Carla Sch­roder from Linux Today repeats a ques­tion that I’ve heard asked many times:

Here we go with anoth­er round of Linux Today read­er com­ments. Let’s start off with an issue that has been on my mind: Vendors who boast of the their Linux-based devices, but they only sup­port Win­dows and Mac cli­ents. It’s a step in the right dir­ec­tion, but would sup­port­ing Linux cli­ents be so difficult?”

There are two major mis­takes that are often made in con­sid­er­ing this question:

  • that all “Linux” sys­tems are the same
  • that by using Linux in one place, it only makes sense that you sup­port oth­er “Linux” systems

We need to remem­ber that the only thing most of these devices share with a desktop “Linux” sys­tem (or even with each oth­er) is the ker­nel (i.e. the pre­cise defin­i­tion of “Linux”). The user­land is dif­fer­ent, and there’s a lot of their own pro­pri­et­ary stuff on it too. Even the hard­ware (such as CPU archi­tec­ture) is often wildly dif­fer­ent. I think people have grown to think it’s all the same since we call it all “Linux”, but it’s not.

Because of this prac­tic­al conun­drum (as totally dis­tinct from any philo­soph­ic­al or oth­er argu­ments), I have some sym­pathy for those who prefer to call the sys­tem we use on our desktop and serv­er sys­tems “GNU/​Linux”.

Argue all you want about its accur­acy, but the fact is that it is far more accur­ate than merely using the ker­nel name as nomen­clature for the entire OS. It spe­cifies a user­land that with the ker­nel com­prises a work­able oper­at­ing sys­tem. Come up with a bet­ter name if that makes you feel more comfortable.

This opens up a whole can of worms. If I’m an applic­a­tions or device developer and I announce “Linux sup­port”, what do I mean? Will it work on my mobile phone? On my tele­vi­sion? Prob­ably not. Chances are it refers to par­tic­u­lar ver­sions of par­tic­u­lar dis­tri­bu­tions for a par­tic­u­lar architecture.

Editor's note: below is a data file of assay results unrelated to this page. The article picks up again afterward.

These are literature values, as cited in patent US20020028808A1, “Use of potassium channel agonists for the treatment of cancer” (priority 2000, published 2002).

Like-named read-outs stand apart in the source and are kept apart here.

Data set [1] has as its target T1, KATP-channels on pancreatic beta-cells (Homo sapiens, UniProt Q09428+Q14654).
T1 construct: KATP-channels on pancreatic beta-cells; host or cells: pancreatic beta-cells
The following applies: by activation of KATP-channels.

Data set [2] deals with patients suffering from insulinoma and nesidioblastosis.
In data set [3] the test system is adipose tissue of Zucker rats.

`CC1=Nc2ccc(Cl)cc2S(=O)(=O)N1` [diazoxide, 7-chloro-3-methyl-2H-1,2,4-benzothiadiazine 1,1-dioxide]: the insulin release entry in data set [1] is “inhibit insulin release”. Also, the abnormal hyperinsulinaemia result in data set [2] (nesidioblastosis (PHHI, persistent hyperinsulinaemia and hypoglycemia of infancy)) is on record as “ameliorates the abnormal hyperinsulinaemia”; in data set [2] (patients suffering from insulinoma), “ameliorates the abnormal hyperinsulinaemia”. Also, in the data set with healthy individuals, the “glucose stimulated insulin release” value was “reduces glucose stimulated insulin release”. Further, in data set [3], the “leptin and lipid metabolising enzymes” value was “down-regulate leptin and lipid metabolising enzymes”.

If I pro­duce a device that is based on “Linux”, what rela­tion does that have to oth­er “Linux” sys­tems? None. It’s not just devices: anoth­er major cul­prit is Web ser­vices. Linux runs most of the Inter­net, but many online ser­vices are not com­pat­ible with desktop Linux systems.

The reas­ons for this are simple:

  • cor­rel­a­tion does not imply causation
  • the small mar­ket size of desktop Linux users

The first point relates to what I said earli­er, that there’s no con­nec­tion between the use of Linux on serv­ers and devices versus its use on desktop com­puters. The use­ful­ness of Linux on serv­ers and devices is firmly recog­nised in many sectors.

The same can­not be said for desktop sys­tems, des­pite what we may wish. If it costs a developer more to sup­port a tiny mar­ket, they are prob­ably not going to do it. That’s just busi­ness. Com­pan­ies that choose to sup­port desktop Linux often do so for oth­er reas­ons, such as to foster a developer/​fan base or tap into a very spe­cif­ic set of users.

So every­one, I share your frus­tra­tions that many so-called “Linux”-based devices/​services don’t inter­face with my com­puters, but I keep in mind the points made above.

LotD: NSW Police: Don’t use Win­dows for inter­net bank­ing (iTnews)

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